Tag: spirit

Breathe: Homily for Saturday, February 4, 2017

To listen to today’s homily, click above.

When I was studying Saint Thomas Aquinas and his thought and life, there was an image that was used that has stayed with me. It was to represent that we were, as people, going to God, and going out from God. It was breath. Breathe in. Breathe out. This is what happens all of the time in the relationship of spiritual growth with God. God draws us in, God sends us out.

These two dynamics are present in today’s readings. In the first reading from the letter to the Hebrews, we are very much reminded about those external actions of our lives. What gives glory to God? Is the external action by itself? Or, is there more than that? Too often, the temptation can be to use the external as the goal of our spiritual life. That if we just do these actions, then we will be close to God. That is not the point. The letter to the Hebrews reminds us that external actions should always lead to internal spiritual growth.

This same notion is echoed in today’s gospel. The Apostles are simply quite excited about all they have done and accomplished. You can almost sense their enthusiasm as they return to tell Jesus all they have done. It does not seem like much that they are eager to keep going. If a little bit of effort has accomplished so much, just imagine what could be done when we go out to do more.

But Jesus personifies the breath of God. He is active, healing, preaching and giving. But so too he goes away to receive. What the apostles accomplish comes from their cooperation with the hand of God. Without recognizing that it is God that gives them strength, without recognizing the source of all they can do, they will fail. They will burn out. To be active in the spiritual life means recognizing the breath of God. We need to breathe spiritually. We need to be drawn to God and to be sent by God.

Novena of Saint Jude, May 23, 2015 (Vigil of Pentecost)

I am preaching the Novena of Saint Jude, days 4-9. This is an audio recording of my day five preaching, which explores the relationship between prayer and hope. How can we wait with patient endurance? For more information about the Dominican Shrine of Saint Jude Thaddeus in Chicago, visit their website here.

Homily for Monday, May 18, 2015

Readings for Today

In the early Church there was a problem with distinguishing the place and relationship between Jesus and John the Baptist, especially when considering the question of baptism. John moved into a baptism that was a sign and symbol of repentance. Yet he baptized Jesus, who was in no need of repentance. There were those who heard John preach and thought he might be the Messiah, the anointed sent be God for the Jewish people. And even today’s first reading shows the confusion between the baptism received by John, and the baptism celebrated by the early Church after the resurrection of Jesus. So just what is the difference?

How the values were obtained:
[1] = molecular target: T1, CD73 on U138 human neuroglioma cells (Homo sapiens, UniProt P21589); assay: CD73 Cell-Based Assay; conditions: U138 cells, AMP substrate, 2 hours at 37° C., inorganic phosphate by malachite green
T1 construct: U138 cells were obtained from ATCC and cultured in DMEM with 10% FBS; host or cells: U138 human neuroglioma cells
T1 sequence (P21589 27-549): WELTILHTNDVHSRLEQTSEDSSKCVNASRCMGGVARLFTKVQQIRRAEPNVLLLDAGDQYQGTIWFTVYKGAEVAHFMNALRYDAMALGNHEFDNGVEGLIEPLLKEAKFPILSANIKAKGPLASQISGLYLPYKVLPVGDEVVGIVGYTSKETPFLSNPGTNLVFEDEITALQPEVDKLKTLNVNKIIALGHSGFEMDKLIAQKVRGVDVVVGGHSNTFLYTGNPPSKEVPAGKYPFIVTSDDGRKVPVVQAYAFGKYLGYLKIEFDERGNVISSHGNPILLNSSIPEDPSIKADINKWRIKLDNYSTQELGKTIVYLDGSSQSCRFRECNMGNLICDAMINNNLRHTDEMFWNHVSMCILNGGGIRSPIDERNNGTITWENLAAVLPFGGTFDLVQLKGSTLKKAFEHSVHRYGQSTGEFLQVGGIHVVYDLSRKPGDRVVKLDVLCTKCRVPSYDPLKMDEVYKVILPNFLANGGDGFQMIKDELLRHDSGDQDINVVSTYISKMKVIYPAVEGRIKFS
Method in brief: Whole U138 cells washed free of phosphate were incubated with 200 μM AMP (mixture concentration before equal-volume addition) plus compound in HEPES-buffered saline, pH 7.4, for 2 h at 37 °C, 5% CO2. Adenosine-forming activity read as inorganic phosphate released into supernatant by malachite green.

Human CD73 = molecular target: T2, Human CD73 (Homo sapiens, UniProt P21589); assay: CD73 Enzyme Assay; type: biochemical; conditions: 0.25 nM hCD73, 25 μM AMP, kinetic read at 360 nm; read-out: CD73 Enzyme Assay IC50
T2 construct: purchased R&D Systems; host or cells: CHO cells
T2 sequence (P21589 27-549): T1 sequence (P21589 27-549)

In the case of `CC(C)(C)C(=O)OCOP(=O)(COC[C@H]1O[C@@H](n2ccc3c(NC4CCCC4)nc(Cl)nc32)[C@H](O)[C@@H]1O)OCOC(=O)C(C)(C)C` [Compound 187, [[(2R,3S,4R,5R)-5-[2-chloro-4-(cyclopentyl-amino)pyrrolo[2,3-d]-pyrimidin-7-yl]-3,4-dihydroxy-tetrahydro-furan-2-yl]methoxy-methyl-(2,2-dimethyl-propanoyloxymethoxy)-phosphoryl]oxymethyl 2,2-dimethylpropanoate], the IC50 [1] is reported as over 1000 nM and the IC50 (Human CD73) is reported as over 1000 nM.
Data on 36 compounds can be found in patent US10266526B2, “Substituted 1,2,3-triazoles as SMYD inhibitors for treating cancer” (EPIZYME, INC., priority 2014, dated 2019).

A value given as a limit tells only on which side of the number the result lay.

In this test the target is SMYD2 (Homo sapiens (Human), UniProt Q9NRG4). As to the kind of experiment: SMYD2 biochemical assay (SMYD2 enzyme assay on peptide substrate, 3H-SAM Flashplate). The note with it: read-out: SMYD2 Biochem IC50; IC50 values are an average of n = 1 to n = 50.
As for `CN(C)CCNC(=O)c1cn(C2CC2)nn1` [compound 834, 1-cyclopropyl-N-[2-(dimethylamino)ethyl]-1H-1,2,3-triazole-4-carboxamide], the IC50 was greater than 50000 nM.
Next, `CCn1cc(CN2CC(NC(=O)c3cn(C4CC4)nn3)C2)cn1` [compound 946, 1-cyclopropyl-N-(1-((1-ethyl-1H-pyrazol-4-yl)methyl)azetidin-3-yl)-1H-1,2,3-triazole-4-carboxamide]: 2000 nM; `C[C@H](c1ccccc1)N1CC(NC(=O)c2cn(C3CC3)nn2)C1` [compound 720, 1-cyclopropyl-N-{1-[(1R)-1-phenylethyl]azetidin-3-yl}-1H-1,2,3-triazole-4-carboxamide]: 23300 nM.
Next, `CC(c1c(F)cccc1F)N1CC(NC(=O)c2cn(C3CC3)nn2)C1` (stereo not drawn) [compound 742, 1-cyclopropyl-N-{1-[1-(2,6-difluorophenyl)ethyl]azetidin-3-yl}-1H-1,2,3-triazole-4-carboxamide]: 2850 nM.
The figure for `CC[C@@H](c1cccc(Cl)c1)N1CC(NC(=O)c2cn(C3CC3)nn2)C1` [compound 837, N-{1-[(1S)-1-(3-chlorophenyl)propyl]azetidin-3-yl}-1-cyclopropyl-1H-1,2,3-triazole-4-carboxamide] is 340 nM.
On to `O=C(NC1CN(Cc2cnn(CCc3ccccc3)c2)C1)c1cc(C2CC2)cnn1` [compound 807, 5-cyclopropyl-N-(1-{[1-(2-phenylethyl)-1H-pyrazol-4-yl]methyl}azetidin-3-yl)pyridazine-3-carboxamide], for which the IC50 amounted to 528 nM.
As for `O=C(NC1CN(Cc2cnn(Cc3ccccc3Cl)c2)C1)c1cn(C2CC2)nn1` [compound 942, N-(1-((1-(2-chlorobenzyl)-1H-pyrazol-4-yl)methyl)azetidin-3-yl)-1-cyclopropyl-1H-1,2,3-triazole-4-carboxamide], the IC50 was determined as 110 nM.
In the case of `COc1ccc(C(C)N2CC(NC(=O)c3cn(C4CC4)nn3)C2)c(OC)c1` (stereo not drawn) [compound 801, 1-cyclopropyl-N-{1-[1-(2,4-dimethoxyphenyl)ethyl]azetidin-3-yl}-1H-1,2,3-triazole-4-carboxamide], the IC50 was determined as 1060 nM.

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Homily for Monday, May 11, 2015

If there is a main theme in the Acts of the Apostles, it could be summed up this way: There is just no resisting the Spirit.Starting with this week’s readings there will be a special emphasis on the Advocate, as we move toward the celebration of Pentecost in a couple of weeks. This period of preparation allows us to give special attention in our prayer life to the role of the Holy Spirit in our own lives.

Homily for Wednesday, April 29, 2015

I do not know if you have ever thought of yourself as “set apart”, but today’s first reading made me think of the ways in which God describes the people of God. We are described as a people “set apart”. So while today it is the fact that Barnabas and Mark are set apart for a mission, the real truth is that each one of us, because of our baptism, has been set apart for some higher purpose. Our vocation, whatever it is, is the reality that each of us has been “set apart” for some particular purpose that God will use for the best.

Homily for Sunday, April 12, 2015

Readings for Today

There are few things that bring as much joy as when we think about the perfect place. It might be a vacation spot that is a particular favorite of ours. It may be a camp where we can get away from it all. It might even be an imaginary world where we can envision having special powers. Imagining other places may be the reason we see movies, tv shows or read books.We might play games for the same reason.

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Homily for Friday, May 2, 2014

Readings for Today

Wisdom is a powerful gift of the Holy Spirit.  Wisdom is not just that a few facts are known.  It is not just cramming our head with facts.  Wisdom is more than common sense.  It is not just knowing what to do.  In fact, wisdom is a multifaceted thing that incorporates all of these things and more.  The World English dictionary defines wisdom this way: “the ability or result of an ability to think and act utilizing knowledge, experience, understanding, common sense, and insight.”

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